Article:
Proceeds from Turn Up the Heat! support the Ovarian Cancer National Alliance, a nonprofit that works to advance the interests of women with ovarian cancer. Approximately 22,000 women will be diagnosed with ovarian cancer in 2013, and around 15,000 women will die from the disease this year. The Alliance is a voice for these women on Capitol Hill, and provides education and support to families affected by the disease.

What: Turn Up the Heat! A Celebration of Women Chefs

When: Monday, February 4, 2013, 6:30 pm

Where: The Ritz Carlton, 1150 22nd St NW, Washington, DC

Who: Featured speakers include Jack Andraka, winner of Intel’s Gordon E. Moore Award; Wendy Rieger, anchor of News 4 at 5 on Washington’s NBC 4; Kathleen Guzman, Managing Director of Heritage Auctions; and ovarian cancer survivor Carey Fitzmaurice.

Jamie Leeds of Hank's Oyster Bar and Lounge chats with a fan (Photo by: Shealah Craighead) Jamie Leeds of Hank's Oyster Bar and Lounge chats with a fan

Questions: To register or for more information, please visit or call Amanda Davis at (202) 331-1332.

The Ovarian Cancer National Alliance is the foremost advocate for women with ovarian cancer in the United States. To advance the interests of women with ovarian cancer, the organization advocates at a national level for increases in research funding for the development of an early detection test, improved health care practices, and life-saving treatment protocols. The Ovarian Cancer National Alliance educates health care professionals and raises public awareness of the risks and symptoms of ovarian cancer. The Ovarian Cancer National Alliance is a 501 (c) (3) organization established in 1997.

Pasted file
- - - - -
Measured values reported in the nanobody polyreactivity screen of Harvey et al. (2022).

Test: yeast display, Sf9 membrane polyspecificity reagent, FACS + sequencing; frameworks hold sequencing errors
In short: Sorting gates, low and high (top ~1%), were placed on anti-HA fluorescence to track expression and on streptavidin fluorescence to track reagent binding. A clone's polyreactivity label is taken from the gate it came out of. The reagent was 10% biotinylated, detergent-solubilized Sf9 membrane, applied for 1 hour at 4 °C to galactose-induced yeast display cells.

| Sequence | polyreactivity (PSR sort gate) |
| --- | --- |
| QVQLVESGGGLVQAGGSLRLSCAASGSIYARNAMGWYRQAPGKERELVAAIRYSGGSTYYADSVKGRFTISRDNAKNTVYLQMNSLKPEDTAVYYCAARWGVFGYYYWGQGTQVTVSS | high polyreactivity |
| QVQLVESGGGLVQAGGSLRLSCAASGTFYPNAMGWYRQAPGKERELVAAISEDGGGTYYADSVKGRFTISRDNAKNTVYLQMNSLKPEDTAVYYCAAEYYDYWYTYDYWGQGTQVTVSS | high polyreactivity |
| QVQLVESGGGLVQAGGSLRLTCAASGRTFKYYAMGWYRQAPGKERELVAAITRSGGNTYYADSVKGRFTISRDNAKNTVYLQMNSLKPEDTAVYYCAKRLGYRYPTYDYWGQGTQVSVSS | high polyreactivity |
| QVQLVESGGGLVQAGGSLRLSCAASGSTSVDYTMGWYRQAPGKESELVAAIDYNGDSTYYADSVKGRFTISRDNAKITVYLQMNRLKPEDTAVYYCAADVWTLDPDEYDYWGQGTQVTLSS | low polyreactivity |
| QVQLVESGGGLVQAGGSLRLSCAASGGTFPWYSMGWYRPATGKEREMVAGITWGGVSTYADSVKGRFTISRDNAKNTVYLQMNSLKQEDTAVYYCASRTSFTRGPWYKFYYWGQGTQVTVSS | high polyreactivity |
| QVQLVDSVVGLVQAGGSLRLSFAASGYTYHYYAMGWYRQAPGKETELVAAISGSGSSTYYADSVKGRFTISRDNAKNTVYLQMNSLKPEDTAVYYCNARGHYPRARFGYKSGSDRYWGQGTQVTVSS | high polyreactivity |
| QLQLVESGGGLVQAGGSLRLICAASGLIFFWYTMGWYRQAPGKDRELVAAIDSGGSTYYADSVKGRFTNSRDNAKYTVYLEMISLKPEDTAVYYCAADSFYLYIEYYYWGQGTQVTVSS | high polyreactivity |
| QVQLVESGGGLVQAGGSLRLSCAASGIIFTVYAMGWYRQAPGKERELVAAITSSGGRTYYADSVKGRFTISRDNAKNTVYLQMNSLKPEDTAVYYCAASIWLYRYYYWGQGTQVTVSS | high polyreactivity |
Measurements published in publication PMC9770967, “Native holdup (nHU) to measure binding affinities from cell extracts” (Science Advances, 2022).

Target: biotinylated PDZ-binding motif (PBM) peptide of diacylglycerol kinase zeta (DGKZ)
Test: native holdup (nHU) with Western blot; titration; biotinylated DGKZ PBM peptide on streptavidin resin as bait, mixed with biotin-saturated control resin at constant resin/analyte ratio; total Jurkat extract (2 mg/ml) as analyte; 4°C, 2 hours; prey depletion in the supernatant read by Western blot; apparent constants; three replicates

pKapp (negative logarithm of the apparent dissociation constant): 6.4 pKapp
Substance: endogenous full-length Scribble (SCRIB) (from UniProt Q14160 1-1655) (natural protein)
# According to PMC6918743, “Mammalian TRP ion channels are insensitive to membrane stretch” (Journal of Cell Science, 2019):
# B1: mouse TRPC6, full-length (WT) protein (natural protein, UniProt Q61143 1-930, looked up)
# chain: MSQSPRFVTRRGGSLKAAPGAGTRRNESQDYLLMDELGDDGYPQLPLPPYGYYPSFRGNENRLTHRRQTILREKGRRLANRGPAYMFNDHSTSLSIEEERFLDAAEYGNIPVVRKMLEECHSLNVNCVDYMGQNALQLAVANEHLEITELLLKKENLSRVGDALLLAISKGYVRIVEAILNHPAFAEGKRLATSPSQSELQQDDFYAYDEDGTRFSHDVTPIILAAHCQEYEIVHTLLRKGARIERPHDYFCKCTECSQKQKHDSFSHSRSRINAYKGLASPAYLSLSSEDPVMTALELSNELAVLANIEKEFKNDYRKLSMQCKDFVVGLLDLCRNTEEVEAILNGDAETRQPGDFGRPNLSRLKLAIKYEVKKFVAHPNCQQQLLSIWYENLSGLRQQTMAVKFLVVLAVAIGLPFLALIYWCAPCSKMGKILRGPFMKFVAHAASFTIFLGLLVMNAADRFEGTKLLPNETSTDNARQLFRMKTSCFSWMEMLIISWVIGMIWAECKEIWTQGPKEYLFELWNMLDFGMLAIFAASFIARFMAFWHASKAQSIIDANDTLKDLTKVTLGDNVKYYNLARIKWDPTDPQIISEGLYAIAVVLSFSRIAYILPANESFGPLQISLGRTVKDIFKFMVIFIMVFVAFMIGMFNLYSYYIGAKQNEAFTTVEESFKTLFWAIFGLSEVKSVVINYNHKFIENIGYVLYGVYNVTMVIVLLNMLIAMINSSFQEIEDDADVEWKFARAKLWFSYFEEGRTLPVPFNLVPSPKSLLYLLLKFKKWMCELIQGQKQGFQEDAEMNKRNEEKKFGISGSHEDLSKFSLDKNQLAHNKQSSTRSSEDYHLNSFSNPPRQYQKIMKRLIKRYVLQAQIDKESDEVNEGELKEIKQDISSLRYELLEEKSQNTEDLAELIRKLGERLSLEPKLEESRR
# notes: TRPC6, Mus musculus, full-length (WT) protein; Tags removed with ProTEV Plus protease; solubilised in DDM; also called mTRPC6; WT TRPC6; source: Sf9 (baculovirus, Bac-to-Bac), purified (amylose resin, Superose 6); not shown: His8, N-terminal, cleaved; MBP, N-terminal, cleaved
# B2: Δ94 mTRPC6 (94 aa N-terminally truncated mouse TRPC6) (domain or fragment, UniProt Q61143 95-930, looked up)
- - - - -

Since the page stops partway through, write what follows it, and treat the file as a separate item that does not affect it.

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Shot-Gun Dieting: Simple Tips to Lose Weight NOW

January 3, 2013

Factors besides hunger cause you to eat - or overeat. Becoming aware of these factors can help you control your eating more easily, eat foods you love, and ultimately help you control your weight and health. Certain foods, for instance, can actually aid weight loss. Once you incorporate more of these foods into your daily routine, you can begin to lose weight effortlessly.

Classic studies have found that as long as the volume of the food is high, people can feel full with fewer calories. In one study, drinking milkshakes with more air incorporated into them, compared with the same shakes containing less air, caused subjects to eat 12 percent less at the next meal without realizing it. In another study, researchers varied the amount of water in a food eaten as a first course and found similar results. Subjects were  exposed to one of three conditions. They were fed either 1) chicken rice casserole, 2) chicken rice casserole served with a glass of water, or 3) chicken rice soup (the casserole with water). The subjects who ate the soup consumed 26 percent fewer calories at the main course compared to the other conditions, even though each of the three choices contained the same amount of calories.